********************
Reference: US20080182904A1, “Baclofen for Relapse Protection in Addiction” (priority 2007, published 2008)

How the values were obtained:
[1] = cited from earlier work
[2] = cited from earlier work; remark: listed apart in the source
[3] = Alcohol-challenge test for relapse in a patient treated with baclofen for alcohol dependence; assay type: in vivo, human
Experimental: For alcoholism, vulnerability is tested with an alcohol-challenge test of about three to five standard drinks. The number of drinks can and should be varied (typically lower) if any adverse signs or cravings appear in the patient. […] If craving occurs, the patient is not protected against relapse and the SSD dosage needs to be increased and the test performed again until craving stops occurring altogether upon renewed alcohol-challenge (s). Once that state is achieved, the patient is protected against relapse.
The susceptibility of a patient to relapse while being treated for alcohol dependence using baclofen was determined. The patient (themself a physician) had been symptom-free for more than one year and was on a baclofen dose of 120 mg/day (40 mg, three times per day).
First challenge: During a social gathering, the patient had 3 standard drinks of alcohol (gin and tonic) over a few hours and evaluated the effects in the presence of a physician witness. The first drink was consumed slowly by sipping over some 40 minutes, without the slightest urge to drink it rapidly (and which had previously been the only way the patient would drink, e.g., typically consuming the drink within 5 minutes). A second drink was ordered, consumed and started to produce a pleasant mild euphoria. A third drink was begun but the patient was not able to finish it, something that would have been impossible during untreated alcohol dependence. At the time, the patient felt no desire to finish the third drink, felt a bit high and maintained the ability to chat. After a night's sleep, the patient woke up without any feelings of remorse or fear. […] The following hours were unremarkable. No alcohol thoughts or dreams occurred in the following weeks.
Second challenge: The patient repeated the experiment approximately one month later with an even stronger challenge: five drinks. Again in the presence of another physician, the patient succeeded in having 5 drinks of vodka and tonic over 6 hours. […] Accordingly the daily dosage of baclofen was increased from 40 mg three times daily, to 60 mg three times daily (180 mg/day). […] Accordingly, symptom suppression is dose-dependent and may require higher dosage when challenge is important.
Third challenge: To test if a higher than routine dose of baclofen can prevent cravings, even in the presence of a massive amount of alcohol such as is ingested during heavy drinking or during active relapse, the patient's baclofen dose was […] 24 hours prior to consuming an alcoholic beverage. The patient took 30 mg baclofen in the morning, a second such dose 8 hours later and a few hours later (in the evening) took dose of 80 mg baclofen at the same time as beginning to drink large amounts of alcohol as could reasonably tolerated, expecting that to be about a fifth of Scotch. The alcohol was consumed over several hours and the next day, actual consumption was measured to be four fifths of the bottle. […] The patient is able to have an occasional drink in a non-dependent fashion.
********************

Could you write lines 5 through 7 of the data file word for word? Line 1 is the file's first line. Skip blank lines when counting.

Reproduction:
[3] = Alcohol-challenge test for relapse in a patient treated with baclofen for alcohol dependence; assay type: in vivo, human
Experimental: For alcoholism, vulnerability is tested with an alcohol-challenge test of about three to five standard drinks. The number of drinks can and should be varied (typically lower) if any adverse signs or cravings appear in the patient. […] If craving occurs, the patient is not protected against relapse and the SSD dosage needs to be increased and the test performed again until craving stops occurring altogether upon renewed alcohol-challenge (s). Once that state is achieved, the patient is protected against relapse.
The susceptibility of a patient to relapse while being treated for alcohol dependence using baclofen was determined. The patient (themself a physician) had been symptom-free for more than one year and was on a baclofen dose of 120 mg/day (40 mg, three times per day).